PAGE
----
Friday, 7 February 2014

Olympics - how they began

       How many attended the first official Olympic Games way back in 776 BCE? Sadly, they didn’t have TV or broadband in those days but I’m sure the games were extremely popular, as, judging by their architecture, the Greeks knew how to do things in style!  
       Originally, the games were held in honour of the gods; the most famous of them, at Olympia, being consecrated to Zeus, as were the Nemean Games – while Poseidon got his share of the kudos from the Isthmian Games near Corinth.  Delphi also cottoned onto this great way to attract the crowds, staging their own events at Pythia. 
       Starting in Olympia with a single foot race, the Ancient Greeks went onto widen their programme of events to include wrestling, boxing, discus and javelin throwing, running and chariot racing. (How this latter event compares to modern cycling is open to debate but I’m sure bikes are a whole lot safer to steer!) Anyone competing in the Games had to take a vow, committing themselves to a stringent ten-month period of training, supervised by the judges who lived alongside the contestants. To qualify for an event, participants spent years developing their abilities under extremely harsh conditions. Runners had to train with weights on their feet, and boxers sparred with each other in cumbersome uniforms – all for a fleeting moment of glory and a garland of leaves – wild olive leaves at the Olympian Games, wild celery at the Nemean arena, pine leaves at the Isthmian Games and laurel leaves at the Pythian Games. These treasured trophies were sometimes held on display next to the finishing line so that runners would be spurred on by keeping their eyes on the prize. 
       Short-lived maybe, but the spoils of victory were enjoyable while they lasted. Winners were idolised, praised, showered with gifts and invited to all the best places – not unlike today. And, in Corinth, triumphant athletes received a pension for life, which is more than can be said for many people today.  
       When the Greek empire went into decline, so did the Games, for the next world power, Rome, had little respect for athletes – at least until Nero took to the stage.  Being rather a vain chap, Nero not only presided over the Games in 67 CE but entered every event – which, of course, he won! Well, would YOU have dared pip him at the post? The Olympics never felt the same after that for some reason and by 400 CE were no longer held....that is, until centuries later when a team of German archaeologists found traces of the original games on the Olympian plain. Excited by the find, a young French baron, Pierre de Coubertin, suggested holding a modern version of the games in 1896, heralding a new era for this supreme physical contest which has taken place every 4 years ever since.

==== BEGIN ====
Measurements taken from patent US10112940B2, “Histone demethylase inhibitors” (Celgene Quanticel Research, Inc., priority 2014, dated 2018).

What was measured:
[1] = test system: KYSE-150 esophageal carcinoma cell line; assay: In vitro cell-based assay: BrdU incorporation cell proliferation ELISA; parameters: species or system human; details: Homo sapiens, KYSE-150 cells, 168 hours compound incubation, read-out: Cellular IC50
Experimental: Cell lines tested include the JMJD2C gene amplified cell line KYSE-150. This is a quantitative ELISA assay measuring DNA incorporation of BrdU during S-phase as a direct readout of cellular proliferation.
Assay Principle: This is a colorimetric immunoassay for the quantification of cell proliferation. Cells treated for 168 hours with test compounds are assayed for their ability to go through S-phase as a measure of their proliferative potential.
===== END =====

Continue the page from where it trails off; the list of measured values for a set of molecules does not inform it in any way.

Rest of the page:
In reviving the Olympics, it was Coubertin’s dream to promote a noble spirit, claiming: “The most important thing in the Olympic Games is not to win but to take part . . . The essential thing is not to have conquered but to have fought well.”  
       He believed fervently in the Olympic ‘ideal’ – a competition to foster good conduct, character and judgement and to encourage nations to live peaceably. Sadly, this last hope perished with the advent of global conflict and, during World War II, the Olympics were abandoned altogether.

Olympic Facts

       The five Olympic rings – linked to symbolise friendship, represent the five continents - Africa, Asia, Australia, Europe and North and South America.  
       The lighting of the Olympic flame was originally a religious dedication to Zeus before the Games began. As in ancient times, the modern torch is lit at Olympia by the sun’s rays, then passed from one runner to another until it reaches the site where the games are to be held. 
       The Olympics have a motto: “Citius, Altius, Fortius”, which is Latin for “Faster, Higher, Braver”, although nowadays it’s translated as “Swifter, Higher, Stronger”.
Although the first games were recorded in 776 BCE, many believe they actually began more than 5 centuries earlier.

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